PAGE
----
As mentioned earlier, most overseas contractors free up U.S. servicemembers for offensive action by taking on responsibilities like inspecting stopped cars as they enter security zones, verifying identifications at checkpoints, and fulfilling other similar roles. Furthermore, many non-U.S. contractors serve as translators.
Finally, many contractors are in pure non-combat roles. That is especially true in places like Iraq, where the U.S. military effort has transitioned from offensive action to rebuilding and reconstruction. Typically, local workers fill the manual labor roles and contractors assume the leadership and management positions.
Compensation Available to Injured Contractors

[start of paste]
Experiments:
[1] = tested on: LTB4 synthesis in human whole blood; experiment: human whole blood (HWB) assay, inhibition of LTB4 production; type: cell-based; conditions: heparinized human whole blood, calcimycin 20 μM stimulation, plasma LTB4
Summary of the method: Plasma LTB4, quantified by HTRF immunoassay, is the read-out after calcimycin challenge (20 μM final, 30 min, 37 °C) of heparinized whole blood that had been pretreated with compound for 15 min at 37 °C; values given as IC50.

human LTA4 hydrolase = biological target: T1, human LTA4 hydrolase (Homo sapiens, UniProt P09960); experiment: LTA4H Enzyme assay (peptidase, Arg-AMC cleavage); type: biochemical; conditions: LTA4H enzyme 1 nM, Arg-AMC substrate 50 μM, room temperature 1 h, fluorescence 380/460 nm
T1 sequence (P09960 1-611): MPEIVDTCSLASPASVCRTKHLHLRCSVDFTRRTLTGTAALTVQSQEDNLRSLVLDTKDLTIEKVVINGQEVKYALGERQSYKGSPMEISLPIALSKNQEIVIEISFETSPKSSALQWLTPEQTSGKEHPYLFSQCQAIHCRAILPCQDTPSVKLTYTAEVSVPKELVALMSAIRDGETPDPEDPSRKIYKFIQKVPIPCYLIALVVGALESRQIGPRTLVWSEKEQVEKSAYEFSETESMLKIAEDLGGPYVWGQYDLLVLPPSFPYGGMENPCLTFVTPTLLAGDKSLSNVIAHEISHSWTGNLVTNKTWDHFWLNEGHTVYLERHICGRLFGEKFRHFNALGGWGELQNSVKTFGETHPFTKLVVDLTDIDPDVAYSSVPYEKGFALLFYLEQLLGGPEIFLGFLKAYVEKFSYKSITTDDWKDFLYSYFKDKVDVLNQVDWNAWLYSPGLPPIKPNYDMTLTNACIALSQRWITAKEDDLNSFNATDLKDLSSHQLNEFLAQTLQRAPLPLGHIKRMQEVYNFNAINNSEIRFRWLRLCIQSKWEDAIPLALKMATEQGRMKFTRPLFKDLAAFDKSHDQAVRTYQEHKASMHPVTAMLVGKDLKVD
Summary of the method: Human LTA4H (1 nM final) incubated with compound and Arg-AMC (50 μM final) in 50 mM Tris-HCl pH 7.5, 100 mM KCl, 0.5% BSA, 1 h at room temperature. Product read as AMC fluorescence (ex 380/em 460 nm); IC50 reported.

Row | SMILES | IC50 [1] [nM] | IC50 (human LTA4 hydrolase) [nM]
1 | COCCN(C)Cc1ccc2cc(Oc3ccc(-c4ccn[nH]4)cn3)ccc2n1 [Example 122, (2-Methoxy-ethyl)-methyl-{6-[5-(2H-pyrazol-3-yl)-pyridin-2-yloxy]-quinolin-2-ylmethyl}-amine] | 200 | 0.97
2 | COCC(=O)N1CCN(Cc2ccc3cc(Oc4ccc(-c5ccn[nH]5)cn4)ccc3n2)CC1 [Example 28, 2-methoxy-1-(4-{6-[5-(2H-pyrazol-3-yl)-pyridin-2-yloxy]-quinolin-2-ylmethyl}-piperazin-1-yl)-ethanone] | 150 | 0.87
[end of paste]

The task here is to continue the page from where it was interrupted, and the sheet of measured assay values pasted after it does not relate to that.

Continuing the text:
Despite the variation in job responsibilities, all these individuals have at least one thing in common. They risk serious injury simply because they are in-country working to advance the government’s interest. So, the 1941 Defense Base Act provides a system that compensates injured victims for their economic losses, such as:
- Lost wages, including both regular and irregular cash and noncash compensation, and
- Medical bills, including emergency care, physical rehabilitation, prescription drugs, and other associated expenses.
Victims who sustain permanent injuries can potentially receive benefits for the rest of their lives. In terms of medical bills, injured DBA victims may choose their own doctors.
For information on the benefits process, contact Barnett, Lerner, Karsen & Frankel.